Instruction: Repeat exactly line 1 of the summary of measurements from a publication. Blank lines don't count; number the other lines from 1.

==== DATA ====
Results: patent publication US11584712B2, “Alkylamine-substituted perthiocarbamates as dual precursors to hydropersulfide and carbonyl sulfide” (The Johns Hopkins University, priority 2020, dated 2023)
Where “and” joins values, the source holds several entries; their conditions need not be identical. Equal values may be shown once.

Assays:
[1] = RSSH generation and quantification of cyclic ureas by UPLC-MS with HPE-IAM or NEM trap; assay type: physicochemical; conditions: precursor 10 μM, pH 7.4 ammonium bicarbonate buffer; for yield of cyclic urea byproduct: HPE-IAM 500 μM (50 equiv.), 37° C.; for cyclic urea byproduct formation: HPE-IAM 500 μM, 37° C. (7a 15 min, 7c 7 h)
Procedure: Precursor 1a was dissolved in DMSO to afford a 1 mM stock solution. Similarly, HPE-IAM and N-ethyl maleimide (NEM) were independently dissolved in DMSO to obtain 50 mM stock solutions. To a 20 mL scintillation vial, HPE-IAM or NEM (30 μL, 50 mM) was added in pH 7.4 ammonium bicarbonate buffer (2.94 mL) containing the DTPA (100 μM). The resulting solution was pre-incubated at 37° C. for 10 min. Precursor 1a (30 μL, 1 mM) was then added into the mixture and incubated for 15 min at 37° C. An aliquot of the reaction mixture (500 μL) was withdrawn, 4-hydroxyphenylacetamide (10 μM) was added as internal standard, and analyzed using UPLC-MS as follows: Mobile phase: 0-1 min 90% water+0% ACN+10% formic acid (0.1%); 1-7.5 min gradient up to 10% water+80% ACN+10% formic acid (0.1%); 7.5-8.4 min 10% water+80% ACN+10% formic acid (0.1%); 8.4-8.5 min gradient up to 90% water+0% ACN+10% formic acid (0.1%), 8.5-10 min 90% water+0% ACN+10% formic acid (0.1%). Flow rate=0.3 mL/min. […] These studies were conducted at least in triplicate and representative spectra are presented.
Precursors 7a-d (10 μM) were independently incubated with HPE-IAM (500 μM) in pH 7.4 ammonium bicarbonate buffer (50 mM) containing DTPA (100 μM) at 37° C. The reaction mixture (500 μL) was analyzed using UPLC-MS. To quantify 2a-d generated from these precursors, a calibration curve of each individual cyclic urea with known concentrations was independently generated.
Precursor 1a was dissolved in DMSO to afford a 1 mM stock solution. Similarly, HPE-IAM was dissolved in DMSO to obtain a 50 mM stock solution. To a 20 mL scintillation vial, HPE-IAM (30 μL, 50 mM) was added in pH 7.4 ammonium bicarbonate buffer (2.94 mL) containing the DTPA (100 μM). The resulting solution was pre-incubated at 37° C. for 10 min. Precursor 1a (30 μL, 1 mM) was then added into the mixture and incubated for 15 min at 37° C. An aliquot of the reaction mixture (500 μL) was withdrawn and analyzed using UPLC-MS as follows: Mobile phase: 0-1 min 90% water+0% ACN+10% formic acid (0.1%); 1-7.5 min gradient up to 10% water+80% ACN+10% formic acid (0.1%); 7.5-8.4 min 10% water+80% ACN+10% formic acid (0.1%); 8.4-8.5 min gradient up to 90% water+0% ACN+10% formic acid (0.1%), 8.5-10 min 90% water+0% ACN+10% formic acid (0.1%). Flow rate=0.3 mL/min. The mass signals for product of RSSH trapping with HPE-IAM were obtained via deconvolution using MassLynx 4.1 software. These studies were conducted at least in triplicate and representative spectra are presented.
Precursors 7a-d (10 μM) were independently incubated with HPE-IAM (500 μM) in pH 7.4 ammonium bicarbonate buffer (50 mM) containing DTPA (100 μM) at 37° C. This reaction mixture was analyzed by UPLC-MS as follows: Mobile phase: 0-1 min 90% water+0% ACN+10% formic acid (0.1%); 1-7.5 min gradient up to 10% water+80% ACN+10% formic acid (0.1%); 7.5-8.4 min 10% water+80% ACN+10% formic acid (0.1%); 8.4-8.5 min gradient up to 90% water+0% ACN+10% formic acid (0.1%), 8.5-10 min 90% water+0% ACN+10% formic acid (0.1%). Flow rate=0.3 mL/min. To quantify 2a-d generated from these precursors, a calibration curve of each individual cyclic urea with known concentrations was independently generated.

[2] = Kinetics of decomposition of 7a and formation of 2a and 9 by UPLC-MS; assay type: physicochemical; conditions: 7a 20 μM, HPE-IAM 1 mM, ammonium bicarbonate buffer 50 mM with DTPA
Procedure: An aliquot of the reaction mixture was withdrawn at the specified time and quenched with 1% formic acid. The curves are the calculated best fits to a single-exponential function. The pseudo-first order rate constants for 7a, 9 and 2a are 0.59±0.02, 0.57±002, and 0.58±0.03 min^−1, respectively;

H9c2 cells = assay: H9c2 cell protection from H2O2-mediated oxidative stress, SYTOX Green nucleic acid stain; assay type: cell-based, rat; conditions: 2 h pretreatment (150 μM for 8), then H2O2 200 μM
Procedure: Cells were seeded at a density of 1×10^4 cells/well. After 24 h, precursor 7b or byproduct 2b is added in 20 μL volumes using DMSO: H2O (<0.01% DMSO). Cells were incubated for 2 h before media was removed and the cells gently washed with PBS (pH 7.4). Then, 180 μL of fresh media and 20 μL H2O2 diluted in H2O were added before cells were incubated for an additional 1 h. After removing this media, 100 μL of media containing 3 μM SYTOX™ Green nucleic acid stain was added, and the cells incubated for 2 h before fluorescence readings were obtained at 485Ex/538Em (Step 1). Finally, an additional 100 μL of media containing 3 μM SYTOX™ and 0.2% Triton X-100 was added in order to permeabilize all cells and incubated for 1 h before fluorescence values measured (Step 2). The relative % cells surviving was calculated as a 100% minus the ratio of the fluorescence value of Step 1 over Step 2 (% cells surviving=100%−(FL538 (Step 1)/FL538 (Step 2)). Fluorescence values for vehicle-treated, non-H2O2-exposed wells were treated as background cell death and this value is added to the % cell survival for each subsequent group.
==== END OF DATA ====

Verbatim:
Results: patent publication US11584712B2, “Alkylamine-substituted perthiocarbamates as dual precursors to hydropersulfide and carbonyl sulfide” (The Johns Hopkins University, priority 2020, dated 2023)